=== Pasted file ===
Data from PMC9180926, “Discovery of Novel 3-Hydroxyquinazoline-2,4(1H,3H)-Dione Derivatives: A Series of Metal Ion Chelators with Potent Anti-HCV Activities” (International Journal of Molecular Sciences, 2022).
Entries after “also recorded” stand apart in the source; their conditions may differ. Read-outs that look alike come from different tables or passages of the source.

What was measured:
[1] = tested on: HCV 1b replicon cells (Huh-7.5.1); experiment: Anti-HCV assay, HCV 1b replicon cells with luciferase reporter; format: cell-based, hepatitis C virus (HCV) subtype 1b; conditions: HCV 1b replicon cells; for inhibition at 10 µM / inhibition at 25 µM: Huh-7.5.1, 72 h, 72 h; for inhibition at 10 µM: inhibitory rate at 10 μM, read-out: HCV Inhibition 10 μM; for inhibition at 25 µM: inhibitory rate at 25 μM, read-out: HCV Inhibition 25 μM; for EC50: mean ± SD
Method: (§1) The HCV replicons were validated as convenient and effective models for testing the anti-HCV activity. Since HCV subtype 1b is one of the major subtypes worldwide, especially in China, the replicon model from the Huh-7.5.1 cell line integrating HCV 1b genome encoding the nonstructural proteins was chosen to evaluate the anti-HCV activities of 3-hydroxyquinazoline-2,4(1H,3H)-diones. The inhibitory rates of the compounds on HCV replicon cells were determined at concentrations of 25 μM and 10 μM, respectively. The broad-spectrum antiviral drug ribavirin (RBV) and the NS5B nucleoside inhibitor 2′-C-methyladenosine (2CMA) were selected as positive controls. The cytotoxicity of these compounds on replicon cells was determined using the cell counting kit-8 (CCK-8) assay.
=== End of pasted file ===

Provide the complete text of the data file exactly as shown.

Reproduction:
Data from PMC9180926, “Discovery of Novel 3-Hydroxyquinazoline-2,4(1H,3H)-Dione Derivatives: A Series of Metal Ion Chelators with Potent Anti-HCV Activities” (International Journal of Molecular Sciences, 2022).
Entries after “also recorded” stand apart in the source; their conditions may differ. Read-outs that look alike come from different tables or passages of the source.

What was measured:
[1] = tested on: HCV 1b replicon cells (Huh-7.5.1); experiment: Anti-HCV assay, HCV 1b replicon cells with luciferase reporter; format: cell-based, hepatitis C virus (HCV) subtype 1b; conditions: HCV 1b replicon cells; for inhibition at 10 µM / inhibition at 25 µM: Huh-7.5.1, 72 h, 72 h; for inhibition at 10 µM: inhibitory rate at 10 μM, read-out: HCV Inhibition 10 μM; for inhibition at 25 µM: inhibitory rate at 25 μM, read-out: HCV Inhibition 25 μM; for EC50: mean ± SD
Method: (§1) The HCV replicons were validated as convenient and effective models for testing the anti-HCV activity. Since HCV subtype 1b is one of the major subtypes worldwide, especially in China, the replicon model from the Huh-7.5.1 cell line integrating HCV 1b genome encoding the nonstructural proteins was chosen to evaluate the anti-HCV activities of 3-hydroxyquinazoline-2,4(1H,3H)-diones. The inhibitory rates of the compounds on HCV replicon cells were determined at concentrations of 25 μM and 10 μM, respectively. The broad-spectrum antiviral drug ribavirin (RBV) and the NS5B nucleoside inhibitor 2′-C-methyladenosine (2CMA) were selected as positive controls. The cytotoxicity of these compounds on replicon cells was determined using the cell counting kit-8 (CCK-8) assay.